in Garden Bay
Hotel Lake lies in the Garden Bay area. Paying special attention to the word "Garden" we would like present gardening topics that will be meaningful and informative about issues that relate to riparian areas as well as general gardening in our coastal reqion.
The Wild Rhododendrons of Mount Elphinstone
By Ron Knight
In 2019, I planted several hybrid rhododendron seedlings along the sides of Beaumont Road, on the north side of Hotel Lake. Someday, they'll have gorgeous blooms and I'm sure people will think they are wild, species rhododendrons.
However, as far as anyone knows, there is only one place on the Sunshine Coast where you can find real, wild rhododendrons, and that's on the south side of Mount Elphinstone.
These magnificent plants are the Pacific or Western Rhododendron, R. macrophyllum. Members of this species are also found in the wild near Manning Park, Nanaimo, and Shawnigan Lake. However, the Mount Elphinstone grove probably contains the most northerly stand of macropyllums in the Pacific Northwest.
Rhododendron macrophyllum is the tallest of B.C’s native rhododendrons. It has fairly large leaves and twenty or more flowers are held in each dome-shaped truss. These blooms can vary in colour, on different specimens, from dark pink to white. The species’ range extends from Southern B.C. to Northern California and from sea level to 2000 metres.
I first learned about R. macrophyllum growing wild on the Sunshine Coast from reading an article by a geneticist, Dr. Ben Hall, in the Winter 2006 issue of the American Rhododendron Society Journal. Dr. Hall visited Mount Elphinstone early in this century with local environmentalists and members of the Vancouver Rhododendron Society. Afterwards, he used leaf and flower bud samples to study the DNA of Mount Elphinstone’s R. macrophyllum population and found that it was a distinct genetic variation of the species that preferred to live near salt water.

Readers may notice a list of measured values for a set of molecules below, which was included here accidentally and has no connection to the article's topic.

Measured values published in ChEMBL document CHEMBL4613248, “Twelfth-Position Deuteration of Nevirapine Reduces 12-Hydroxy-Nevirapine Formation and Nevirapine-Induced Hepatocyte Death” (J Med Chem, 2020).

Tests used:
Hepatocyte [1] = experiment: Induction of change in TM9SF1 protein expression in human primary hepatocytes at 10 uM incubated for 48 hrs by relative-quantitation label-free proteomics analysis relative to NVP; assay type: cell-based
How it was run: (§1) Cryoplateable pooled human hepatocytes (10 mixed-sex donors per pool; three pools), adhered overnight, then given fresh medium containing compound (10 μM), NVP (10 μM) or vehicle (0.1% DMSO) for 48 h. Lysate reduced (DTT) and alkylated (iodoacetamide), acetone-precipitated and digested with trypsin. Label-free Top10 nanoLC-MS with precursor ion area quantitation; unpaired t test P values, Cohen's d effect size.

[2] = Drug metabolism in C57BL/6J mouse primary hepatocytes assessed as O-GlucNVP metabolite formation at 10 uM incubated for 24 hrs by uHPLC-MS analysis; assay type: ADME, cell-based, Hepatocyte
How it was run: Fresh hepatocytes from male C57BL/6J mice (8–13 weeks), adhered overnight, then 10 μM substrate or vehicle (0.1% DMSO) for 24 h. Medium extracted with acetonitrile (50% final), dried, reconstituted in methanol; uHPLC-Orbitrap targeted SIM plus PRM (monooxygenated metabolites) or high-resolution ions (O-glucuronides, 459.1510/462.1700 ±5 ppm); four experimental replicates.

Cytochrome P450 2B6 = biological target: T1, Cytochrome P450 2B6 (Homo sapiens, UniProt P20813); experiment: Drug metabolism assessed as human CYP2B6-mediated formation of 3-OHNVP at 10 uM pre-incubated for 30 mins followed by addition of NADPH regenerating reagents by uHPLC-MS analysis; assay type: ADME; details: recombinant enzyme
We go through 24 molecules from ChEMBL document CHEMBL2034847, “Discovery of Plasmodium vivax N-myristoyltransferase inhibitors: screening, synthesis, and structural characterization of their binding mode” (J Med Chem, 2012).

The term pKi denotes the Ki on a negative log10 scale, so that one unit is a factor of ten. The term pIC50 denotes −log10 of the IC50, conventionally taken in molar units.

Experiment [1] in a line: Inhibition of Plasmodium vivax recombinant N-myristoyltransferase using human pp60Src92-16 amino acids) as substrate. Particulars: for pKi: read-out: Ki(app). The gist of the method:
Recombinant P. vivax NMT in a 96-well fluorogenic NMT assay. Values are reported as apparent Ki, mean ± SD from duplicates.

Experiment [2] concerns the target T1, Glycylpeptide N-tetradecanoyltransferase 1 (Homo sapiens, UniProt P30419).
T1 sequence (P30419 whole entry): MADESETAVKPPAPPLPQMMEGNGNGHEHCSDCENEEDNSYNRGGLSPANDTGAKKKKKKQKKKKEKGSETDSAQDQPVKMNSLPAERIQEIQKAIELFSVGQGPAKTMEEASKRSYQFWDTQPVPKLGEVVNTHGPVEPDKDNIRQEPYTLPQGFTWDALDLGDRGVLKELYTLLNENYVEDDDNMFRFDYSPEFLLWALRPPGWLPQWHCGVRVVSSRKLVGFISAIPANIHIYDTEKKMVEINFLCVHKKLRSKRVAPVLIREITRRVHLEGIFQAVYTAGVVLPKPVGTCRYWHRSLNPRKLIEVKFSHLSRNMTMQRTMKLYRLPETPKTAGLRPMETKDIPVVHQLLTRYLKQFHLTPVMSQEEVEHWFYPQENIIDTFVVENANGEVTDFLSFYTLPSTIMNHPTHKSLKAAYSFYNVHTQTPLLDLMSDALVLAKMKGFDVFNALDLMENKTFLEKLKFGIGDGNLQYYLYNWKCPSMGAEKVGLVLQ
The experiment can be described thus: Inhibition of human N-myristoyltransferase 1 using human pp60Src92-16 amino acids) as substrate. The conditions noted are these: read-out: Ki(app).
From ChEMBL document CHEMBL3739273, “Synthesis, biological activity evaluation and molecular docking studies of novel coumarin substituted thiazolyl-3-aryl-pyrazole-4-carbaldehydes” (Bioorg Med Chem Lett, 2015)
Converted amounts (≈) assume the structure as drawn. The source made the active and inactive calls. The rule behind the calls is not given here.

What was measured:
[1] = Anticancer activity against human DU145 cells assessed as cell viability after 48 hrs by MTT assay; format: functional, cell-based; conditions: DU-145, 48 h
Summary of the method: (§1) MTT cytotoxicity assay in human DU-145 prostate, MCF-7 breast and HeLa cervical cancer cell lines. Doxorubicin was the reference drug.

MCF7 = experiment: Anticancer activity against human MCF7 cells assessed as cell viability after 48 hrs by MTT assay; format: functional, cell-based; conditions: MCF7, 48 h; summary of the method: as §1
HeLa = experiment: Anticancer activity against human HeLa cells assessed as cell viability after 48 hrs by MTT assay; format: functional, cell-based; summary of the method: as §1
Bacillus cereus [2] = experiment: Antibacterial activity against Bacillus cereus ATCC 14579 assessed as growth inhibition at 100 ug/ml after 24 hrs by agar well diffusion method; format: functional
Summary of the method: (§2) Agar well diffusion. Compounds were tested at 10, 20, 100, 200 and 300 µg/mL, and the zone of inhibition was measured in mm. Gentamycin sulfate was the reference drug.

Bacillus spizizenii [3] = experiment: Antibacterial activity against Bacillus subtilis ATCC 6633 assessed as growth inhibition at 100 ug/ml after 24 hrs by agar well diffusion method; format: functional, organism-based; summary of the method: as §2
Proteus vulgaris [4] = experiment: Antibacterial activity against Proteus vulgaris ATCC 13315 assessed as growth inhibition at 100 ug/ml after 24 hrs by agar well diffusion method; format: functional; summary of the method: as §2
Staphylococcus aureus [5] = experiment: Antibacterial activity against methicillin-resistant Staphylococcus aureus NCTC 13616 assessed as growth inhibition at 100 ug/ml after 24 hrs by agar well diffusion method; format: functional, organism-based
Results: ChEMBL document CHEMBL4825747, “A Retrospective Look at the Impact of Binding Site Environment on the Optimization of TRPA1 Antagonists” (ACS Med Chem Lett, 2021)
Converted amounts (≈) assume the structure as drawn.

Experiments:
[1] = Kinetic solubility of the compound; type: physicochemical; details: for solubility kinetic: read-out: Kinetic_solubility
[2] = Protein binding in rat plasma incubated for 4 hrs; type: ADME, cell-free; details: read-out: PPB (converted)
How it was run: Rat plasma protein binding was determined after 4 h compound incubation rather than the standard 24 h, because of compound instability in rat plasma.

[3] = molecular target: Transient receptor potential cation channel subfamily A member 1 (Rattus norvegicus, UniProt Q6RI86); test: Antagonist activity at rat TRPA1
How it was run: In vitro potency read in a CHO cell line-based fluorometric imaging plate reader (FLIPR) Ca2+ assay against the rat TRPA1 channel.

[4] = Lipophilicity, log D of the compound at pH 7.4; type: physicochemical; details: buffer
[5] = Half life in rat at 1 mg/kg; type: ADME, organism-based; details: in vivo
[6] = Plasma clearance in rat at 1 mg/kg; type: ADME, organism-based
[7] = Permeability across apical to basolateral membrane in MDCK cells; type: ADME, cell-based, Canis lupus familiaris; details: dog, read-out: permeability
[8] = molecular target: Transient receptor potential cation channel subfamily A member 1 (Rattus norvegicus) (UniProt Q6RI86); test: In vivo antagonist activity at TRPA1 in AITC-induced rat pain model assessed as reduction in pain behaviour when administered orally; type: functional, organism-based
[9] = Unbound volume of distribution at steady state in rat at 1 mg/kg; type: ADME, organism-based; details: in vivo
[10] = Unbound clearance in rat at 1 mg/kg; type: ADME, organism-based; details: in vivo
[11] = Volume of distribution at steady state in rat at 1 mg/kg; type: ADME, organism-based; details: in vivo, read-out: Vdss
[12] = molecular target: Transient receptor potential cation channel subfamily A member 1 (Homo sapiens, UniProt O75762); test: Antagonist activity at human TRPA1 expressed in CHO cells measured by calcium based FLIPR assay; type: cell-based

Soon after reading Dr. Hall's article, I was able to find a guide to take me to the Mount Elphinstone rhododendron grove. We drove northwest from Roberts Creek for several kilometers along logging roads and finally reached a clear-cut area containing a tiny island of forest about 300 meters wide and twice as long. As we walked from the harsh sunlight into the forested area, I felt as if I had entered an outdoor cathedral. Under my feet was a thick carpet of yellow moss. Above my head, shafts of sunlight broke through the second growth Douglas Fir canopy like spotlights.
And then, all of a sudden, the rhododendrons appeared in front of us. They were gigantic, -- some over four meters tall! Many had side branches that extended an equal distance outwards. There seemed to be about a dozen individual specimens but it was hard to tell because many had layered new plants from low-growing branches.
All of the rhododendrons appeared to be in good health and sported vigorous new growth. Their leaves were glossy green with few weevil bites and no indication of fungal disease. Flowering was profuse, with huge light pink blooms appearing on every plant. Best of all, I found ten centimeter tall seedlings growing out of two well-rotted logs that were near the south-west edge of the grove.
After the expedition, I contacted Brian Smart, a forester who spear-headed the development of The District of Sechelt’s community forest plan. He told me that he had visited the Mount Elphinstone rhododendrons and assured me that the Sechelt Community Forest advisory group was prepared to protect the plants.
Later that fall, Dean Goard, Vice-president of the Victoria Rhododendron Society, joined me at the Elphinstone grove to collect seed and cuttings. Since then, his Victoria Propagators’ Group has used this material to produce hundreds of new plants. I've given some of these plants to Sunshine Coast gardeners for garden testing. Others have been planted in remote, but already-protected forest areas on the Sunshine Coast, hopefully to form satellite populations.
The wild rhododendrons of Mt. Elphinstone are a local treasure. We can all be proud of the steps that are being taken by the District of Sechelt to protect this very rare native plant.
Canada's Food Protection Agency is in the woods around Hotel Lake installing these small traps on tree branches. The Notice on each trap says the traps are to locate new infestations of "PLANT PEST". Please don't disturb or handle these traps as you may cause the loss of valuable records, says the label.